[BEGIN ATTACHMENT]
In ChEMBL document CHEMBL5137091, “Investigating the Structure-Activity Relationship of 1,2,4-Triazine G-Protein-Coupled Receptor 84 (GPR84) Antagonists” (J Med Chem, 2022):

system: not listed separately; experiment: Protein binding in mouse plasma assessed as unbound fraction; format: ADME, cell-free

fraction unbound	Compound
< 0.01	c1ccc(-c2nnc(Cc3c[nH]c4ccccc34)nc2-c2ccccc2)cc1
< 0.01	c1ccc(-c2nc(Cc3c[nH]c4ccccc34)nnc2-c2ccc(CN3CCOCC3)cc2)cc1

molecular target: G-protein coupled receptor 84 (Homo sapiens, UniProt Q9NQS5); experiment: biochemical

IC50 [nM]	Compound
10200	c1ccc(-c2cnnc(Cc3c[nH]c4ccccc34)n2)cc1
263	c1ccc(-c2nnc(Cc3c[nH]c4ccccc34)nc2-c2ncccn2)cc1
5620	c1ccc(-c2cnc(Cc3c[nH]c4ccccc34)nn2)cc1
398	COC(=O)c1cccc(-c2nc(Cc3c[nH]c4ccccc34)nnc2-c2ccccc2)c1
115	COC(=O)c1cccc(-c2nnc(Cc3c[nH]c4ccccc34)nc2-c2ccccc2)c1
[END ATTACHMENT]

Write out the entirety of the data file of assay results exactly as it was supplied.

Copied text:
In ChEMBL document CHEMBL5137091, “Investigating the Structure-Activity Relationship of 1,2,4-Triazine G-Protein-Coupled Receptor 84 (GPR84) Antagonists” (J Med Chem, 2022):

system: not listed separately; experiment: Protein binding in mouse plasma assessed as unbound fraction; format: ADME, cell-free

fraction unbound	Compound
< 0.01	c1ccc(-c2nnc(Cc3c[nH]c4ccccc34)nc2-c2ccccc2)cc1
< 0.01	c1ccc(-c2nc(Cc3c[nH]c4ccccc34)nnc2-c2ccc(CN3CCOCC3)cc2)cc1

molecular target: G-protein coupled receptor 84 (Homo sapiens, UniProt Q9NQS5); experiment: biochemical

IC50 [nM]	Compound
10200	c1ccc(-c2cnnc(Cc3c[nH]c4ccccc34)n2)cc1
263	c1ccc(-c2nnc(Cc3c[nH]c4ccccc34)nc2-c2ncccn2)cc1
5620	c1ccc(-c2cnc(Cc3c[nH]c4ccccc34)nn2)cc1
398	COC(=O)c1cccc(-c2nc(Cc3c[nH]c4ccccc34)nnc2-c2ccccc2)c1
115	COC(=O)c1cccc(-c2nnc(Cc3c[nH]c4ccccc34)nc2-c2ccccc2)c1